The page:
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New UK-based centre fostering rural innovation for resilient regions

RSA Blog
RSA Blog Europe United Kingdom

From tech clusters to the creative class, innovation is often associated with urban agglomeration. Rural innovation receives less attention. Sometimes, stereotypes and nostalgia locate rural places in the past and forget that rural people need futures. Sometimes, policies situate cities as ‘engines’ of growth and simply assume rural places will be pulled along … eventually.


Rural regions and innovation

Uneven geographies of innovation – and innovation policy – pose problems for regional growth, resilience and cohesion. These geographies leave some places dependent on the economic performance of certain centres or sectors, and neglect other opportunities and ideas that tend to be self-reproducing, with much the same winners every time. How can the benefits of innovation be decentralised?

Clearly, regions are innovative and enterprising beyond urban centres. In England, rural economies contribute over £250bn to GDP and match the value of output from the country’s ten leading cities outside London. But national and regional economic ambitions still all too often reduce rural contributions to, at best, a few generic lines about food and tourism. How can new strategies harness rural potential?

Lately, COVID-19 has prompted a new trend in city-dwellers moving to the countryside. This could bring new skills, ideas and entrepreneurial energy to rural areas. But so-called ‘Zoom towns’ also risk becoming digital dormitories, with city headquarters scooping the most profits. How can rural areas capture more of the value from innovation?


NICRE launched amid global pandemic

I’m part of a team tackling the questions above through the National Innovation Centre for Rural Enterprise (NICRE). NICRE launched in the UK in September 2020, with a mission to foster rural enterprise and unlock the potential in our rural economies. We do so by:

  • Undertaking and commissioning new research to fill gaps in current knowledge about rural enterprise and innovation;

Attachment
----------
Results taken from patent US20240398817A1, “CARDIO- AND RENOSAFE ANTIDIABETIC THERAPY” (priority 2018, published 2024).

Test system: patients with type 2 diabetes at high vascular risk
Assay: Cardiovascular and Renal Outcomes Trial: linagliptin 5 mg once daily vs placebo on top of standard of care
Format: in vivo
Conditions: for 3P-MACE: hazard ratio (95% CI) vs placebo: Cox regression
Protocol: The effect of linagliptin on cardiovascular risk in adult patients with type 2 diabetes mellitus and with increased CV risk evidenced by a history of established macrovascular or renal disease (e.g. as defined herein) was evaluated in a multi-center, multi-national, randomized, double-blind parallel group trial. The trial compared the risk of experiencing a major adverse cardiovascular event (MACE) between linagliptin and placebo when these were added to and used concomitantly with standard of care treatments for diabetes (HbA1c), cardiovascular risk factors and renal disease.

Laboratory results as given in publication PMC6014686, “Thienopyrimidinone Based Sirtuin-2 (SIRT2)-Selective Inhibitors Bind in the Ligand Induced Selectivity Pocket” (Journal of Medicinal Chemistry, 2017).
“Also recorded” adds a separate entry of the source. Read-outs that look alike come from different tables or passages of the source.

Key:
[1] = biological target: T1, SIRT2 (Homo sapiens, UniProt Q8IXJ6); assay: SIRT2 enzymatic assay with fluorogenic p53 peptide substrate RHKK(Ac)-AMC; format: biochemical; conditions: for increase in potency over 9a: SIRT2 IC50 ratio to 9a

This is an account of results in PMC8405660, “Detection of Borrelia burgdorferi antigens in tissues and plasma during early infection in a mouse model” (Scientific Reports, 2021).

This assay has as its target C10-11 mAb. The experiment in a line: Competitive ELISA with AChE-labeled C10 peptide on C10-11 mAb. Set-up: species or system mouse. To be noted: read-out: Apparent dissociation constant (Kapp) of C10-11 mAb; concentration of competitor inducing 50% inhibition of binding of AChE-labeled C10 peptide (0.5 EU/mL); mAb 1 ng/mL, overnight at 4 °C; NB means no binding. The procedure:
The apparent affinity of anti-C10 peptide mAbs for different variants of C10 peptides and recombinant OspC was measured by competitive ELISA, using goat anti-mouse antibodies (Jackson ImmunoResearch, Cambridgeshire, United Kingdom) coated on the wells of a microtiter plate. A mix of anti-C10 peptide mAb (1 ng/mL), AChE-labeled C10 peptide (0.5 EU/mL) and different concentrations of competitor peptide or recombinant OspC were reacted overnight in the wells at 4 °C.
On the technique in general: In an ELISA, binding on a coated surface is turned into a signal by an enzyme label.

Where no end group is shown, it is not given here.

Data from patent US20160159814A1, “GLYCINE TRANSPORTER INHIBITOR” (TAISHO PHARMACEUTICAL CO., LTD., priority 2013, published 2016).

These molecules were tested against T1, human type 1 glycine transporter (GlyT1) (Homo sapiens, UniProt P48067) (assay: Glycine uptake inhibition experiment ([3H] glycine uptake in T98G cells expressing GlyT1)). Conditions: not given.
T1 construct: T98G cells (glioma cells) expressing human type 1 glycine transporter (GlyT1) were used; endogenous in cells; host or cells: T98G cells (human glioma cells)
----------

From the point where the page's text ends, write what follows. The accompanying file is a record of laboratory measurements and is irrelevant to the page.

• Developing practical solutions with businesses, rural communities and national and regional economic development agencies;
  • Providing evidence to inform better policy and support for rural innovation.

Funded by Research England, NICRE brings together academic expertise from Newcastle University, the Enterprise Research Centre at Warwick Business School, and the Countryside and Community Research Institute at the University of Gloucestershire and Royal Agricultural University. We are joined by national business partners Strutt & Parker and Azets, and regional innovation associates.

We never envisaged setting up NICRE during a global pandemic, but starting in challenging times has spurred us on.

In our first months, we have:


Join the conversation and learn more about NICRE

We’re also keen to engage with colleagues from Europe and further afield. In April, I was pleased to represent NICRE at the launch of REInA, the new Rural European Innovation Area. REInA’s manifesto is an important call to action for strong rural innovation ecosystems, and I joined fellow expert panellists to discuss how innovative services can contribute to territorial well-being.

In June, I’ll be convening a NICRE-themed special session, “Rethinking innovation for resilience and recovery beyond the metropole” (SS10), at the RSA’s Regions In Recovery Global E-Festival. The session’s five speakers will cover topics including access to business finance, territorial innovation models, blue-green growth, and rural-urban connections. Registrations are open and the session is free to attend – do join us!

To learn more about NICRE and connect with our work, visit our website, follow us on twitter @NICRErural, or email 


Bryonny Goodwin-Hawkins is Senior Research Fellow at the Countryside and Community Research Institute. An interdisciplinary researcher working towards inclusive futures for rural regions, she is operational lead for the National Innovation Centre for Rural Enterprise (NICRE) in South West England, and has contributed to the Horizon 2020 projects IMAJINE and ROBUST.


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